Friday, October 17, 2008

Putting Digital Meat on the Bones

Ever see one of those cop shows or National Geographic specials where a sculptor turns a tattered old skull into a realistic face?

Today's Visualization Friday Forum was a fascinating tour through the history and future of this exacting art with Andrea Stevenson Won, a medical illustrator and modeler from Raleigh who has done work on prosthetics and museum displays. (she hasn't solved any crimes yet, sorry)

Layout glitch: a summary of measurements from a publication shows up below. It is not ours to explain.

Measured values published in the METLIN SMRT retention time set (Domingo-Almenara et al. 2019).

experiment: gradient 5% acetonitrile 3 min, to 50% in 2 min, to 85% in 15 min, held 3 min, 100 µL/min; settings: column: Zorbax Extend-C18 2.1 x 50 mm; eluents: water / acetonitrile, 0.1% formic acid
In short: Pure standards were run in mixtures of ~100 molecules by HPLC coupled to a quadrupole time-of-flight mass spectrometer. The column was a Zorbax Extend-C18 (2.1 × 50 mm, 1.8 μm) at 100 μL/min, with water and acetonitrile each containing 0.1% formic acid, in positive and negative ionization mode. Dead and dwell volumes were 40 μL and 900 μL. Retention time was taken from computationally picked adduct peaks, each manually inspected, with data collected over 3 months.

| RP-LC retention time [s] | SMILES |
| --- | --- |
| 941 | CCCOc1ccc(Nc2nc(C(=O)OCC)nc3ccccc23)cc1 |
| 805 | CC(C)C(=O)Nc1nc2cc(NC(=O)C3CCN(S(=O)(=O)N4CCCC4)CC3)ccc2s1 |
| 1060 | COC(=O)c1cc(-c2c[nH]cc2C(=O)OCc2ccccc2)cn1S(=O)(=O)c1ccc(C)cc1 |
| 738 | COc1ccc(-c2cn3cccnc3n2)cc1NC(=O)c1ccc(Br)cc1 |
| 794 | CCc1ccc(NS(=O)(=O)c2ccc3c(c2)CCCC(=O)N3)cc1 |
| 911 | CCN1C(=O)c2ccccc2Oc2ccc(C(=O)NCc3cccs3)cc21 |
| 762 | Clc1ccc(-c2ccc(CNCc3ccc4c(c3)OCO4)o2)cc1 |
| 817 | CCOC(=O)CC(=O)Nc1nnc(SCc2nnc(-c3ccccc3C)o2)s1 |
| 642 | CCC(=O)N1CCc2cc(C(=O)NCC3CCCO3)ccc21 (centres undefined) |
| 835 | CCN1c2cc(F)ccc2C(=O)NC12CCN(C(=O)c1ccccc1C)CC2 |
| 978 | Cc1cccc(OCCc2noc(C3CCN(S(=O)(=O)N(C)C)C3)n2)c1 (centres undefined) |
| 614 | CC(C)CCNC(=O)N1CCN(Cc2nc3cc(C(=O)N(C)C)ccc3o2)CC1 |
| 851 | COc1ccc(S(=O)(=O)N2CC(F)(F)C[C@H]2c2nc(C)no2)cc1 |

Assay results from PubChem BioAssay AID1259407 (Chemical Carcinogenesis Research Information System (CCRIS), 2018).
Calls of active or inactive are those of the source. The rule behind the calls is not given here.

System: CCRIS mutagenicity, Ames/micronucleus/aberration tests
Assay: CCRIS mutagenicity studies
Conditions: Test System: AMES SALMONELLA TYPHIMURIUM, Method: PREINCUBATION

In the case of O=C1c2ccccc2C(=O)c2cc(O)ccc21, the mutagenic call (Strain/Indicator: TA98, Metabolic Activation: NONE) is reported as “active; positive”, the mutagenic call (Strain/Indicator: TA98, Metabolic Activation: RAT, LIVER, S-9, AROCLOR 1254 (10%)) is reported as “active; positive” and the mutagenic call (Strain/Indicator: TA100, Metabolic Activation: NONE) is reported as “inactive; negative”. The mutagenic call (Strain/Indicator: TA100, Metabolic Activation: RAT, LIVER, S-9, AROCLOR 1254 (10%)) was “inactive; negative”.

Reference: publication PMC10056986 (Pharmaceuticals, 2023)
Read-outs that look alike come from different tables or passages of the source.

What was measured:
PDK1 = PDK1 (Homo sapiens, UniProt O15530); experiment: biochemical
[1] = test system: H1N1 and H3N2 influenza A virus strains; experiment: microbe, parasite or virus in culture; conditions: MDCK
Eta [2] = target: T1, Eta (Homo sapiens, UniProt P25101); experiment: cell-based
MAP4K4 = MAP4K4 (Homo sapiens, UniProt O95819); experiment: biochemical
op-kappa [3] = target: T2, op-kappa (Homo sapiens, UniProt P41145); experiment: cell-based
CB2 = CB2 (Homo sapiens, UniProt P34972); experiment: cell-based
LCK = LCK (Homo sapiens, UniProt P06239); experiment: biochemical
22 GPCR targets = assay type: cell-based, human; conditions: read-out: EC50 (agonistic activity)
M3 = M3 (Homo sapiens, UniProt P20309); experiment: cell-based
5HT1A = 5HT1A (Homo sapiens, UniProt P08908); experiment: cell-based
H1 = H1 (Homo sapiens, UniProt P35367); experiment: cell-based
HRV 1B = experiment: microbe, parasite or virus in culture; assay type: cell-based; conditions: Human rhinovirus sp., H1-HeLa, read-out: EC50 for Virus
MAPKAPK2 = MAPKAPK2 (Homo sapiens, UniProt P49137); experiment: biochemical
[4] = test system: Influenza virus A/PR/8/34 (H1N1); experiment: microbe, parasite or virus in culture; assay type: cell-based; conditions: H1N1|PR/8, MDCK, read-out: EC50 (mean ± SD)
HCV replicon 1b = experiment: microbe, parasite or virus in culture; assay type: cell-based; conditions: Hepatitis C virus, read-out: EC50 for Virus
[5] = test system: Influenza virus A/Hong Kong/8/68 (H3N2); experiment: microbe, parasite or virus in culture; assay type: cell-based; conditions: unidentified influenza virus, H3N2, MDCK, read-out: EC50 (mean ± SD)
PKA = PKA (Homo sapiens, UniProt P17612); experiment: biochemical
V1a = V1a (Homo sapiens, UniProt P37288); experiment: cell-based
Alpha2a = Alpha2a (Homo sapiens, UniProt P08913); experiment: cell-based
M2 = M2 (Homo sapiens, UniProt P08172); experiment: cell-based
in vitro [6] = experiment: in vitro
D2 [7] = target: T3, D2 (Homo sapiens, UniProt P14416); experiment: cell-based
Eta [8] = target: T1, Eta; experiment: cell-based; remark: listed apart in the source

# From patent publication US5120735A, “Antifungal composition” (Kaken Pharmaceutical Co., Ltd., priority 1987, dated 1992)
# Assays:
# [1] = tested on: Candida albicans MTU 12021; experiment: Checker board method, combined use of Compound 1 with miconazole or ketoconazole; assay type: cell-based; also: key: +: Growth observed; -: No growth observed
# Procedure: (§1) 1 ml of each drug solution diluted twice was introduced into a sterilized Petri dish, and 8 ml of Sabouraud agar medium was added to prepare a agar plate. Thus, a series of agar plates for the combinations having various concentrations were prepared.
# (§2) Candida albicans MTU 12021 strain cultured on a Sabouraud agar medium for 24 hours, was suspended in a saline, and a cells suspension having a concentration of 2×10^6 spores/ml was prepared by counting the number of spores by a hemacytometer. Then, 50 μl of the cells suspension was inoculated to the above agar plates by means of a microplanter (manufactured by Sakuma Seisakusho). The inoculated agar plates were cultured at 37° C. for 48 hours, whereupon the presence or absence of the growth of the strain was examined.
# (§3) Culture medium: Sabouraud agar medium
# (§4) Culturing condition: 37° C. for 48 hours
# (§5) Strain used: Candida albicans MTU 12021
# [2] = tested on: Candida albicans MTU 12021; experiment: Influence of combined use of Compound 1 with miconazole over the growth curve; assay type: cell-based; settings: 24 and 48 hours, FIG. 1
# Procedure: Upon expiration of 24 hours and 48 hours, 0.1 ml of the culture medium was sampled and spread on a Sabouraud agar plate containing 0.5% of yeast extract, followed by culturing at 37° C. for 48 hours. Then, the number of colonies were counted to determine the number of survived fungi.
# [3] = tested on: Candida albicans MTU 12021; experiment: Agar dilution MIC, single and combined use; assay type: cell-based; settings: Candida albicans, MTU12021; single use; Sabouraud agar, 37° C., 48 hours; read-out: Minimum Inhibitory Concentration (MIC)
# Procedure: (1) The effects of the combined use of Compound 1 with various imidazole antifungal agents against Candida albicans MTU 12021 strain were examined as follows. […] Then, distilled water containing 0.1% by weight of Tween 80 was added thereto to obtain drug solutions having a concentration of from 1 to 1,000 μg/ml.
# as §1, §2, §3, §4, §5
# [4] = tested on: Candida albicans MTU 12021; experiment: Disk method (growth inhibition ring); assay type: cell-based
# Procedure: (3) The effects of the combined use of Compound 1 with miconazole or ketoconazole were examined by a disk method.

Using intimate knowledge of facial anatomy and some average tissue thicknesses at various landmarks across the face, artists like Won can make an educated guess about a skull's former face. Eyebrows, hair, smirks, etc. get into art, and that's where it can quickly get misleading, she said.

Clay's out -- today it's all done digitally, allowing modelers to do three versions of the same skull, as seen here in this reconstruction of a woman who died in Illinois in the 1840s. Andrea also works with Duke's anaplastology clinic, helping make customized prosthetics for patients who are still very much alive.

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